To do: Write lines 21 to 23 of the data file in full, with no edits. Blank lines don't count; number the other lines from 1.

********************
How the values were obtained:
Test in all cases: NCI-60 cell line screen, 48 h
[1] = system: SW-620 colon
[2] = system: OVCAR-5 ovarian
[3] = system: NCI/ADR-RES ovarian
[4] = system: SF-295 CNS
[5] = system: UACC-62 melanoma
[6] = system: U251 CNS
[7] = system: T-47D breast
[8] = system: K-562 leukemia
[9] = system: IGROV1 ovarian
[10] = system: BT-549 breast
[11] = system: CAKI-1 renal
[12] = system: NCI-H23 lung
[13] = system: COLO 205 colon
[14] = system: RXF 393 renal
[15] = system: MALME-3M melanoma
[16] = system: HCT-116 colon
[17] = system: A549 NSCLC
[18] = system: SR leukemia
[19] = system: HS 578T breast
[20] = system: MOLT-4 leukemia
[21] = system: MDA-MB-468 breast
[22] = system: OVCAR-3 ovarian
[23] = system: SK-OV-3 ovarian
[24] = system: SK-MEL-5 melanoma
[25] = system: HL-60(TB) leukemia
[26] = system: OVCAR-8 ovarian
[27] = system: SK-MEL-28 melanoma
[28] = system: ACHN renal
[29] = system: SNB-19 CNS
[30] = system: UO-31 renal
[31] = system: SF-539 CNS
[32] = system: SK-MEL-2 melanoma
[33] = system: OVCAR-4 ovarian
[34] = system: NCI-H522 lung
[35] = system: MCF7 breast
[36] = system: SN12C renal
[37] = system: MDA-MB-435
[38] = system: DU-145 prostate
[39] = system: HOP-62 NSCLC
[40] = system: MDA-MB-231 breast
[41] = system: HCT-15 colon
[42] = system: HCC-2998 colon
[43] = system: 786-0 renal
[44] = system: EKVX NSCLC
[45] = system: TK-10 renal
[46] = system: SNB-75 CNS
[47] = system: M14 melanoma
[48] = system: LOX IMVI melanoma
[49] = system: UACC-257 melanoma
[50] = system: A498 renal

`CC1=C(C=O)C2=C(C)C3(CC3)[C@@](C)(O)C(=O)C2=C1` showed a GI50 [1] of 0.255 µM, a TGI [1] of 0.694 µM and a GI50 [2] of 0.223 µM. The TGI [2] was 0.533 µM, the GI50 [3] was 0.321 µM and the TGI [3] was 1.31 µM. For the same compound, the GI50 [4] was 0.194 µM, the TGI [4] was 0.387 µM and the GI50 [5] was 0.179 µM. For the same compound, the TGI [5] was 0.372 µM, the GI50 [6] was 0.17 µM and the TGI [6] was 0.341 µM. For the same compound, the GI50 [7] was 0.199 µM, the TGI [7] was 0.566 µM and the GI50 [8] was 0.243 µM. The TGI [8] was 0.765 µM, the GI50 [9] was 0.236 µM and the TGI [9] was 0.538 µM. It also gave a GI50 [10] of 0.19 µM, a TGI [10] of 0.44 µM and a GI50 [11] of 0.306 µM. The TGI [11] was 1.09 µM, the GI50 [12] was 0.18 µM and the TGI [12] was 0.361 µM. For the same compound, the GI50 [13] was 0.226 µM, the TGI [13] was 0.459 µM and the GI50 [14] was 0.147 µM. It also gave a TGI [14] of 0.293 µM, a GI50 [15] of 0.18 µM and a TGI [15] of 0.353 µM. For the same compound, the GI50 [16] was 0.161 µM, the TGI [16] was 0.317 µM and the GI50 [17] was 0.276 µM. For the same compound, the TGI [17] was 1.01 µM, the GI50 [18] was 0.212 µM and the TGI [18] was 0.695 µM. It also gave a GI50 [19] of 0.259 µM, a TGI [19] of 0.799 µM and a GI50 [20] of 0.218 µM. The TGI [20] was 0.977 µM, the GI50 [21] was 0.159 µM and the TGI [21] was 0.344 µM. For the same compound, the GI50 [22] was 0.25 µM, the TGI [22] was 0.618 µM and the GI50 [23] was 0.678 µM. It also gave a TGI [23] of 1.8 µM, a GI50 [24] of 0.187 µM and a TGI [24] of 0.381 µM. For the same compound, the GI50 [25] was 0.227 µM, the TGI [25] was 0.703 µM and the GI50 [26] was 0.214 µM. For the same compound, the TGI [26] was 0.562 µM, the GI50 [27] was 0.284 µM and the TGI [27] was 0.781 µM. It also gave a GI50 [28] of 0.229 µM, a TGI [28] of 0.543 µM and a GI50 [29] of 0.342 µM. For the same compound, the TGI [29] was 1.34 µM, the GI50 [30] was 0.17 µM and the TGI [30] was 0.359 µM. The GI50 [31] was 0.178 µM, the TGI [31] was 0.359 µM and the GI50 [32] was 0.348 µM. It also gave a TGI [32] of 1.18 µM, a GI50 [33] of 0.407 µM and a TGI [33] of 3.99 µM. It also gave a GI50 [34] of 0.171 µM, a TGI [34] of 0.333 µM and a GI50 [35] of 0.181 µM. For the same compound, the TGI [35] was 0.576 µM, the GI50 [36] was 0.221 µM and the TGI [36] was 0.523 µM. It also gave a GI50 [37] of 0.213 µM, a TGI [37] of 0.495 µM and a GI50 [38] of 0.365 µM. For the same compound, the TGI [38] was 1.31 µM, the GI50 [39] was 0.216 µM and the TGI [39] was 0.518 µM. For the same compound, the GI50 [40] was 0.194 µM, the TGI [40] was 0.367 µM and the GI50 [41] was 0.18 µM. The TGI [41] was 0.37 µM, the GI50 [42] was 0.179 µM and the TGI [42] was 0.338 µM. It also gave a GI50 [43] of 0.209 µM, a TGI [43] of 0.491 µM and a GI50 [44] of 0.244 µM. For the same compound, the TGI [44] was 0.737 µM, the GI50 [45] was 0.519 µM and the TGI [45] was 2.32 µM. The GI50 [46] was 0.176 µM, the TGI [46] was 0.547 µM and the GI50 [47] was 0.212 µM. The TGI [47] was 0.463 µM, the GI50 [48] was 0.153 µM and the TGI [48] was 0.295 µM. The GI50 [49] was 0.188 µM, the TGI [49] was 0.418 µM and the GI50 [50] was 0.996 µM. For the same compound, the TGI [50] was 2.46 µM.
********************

[19] = system: HS 578T breast
[20] = system: MOLT-4 leukemia
[21] = system: MDA-MB-468 breast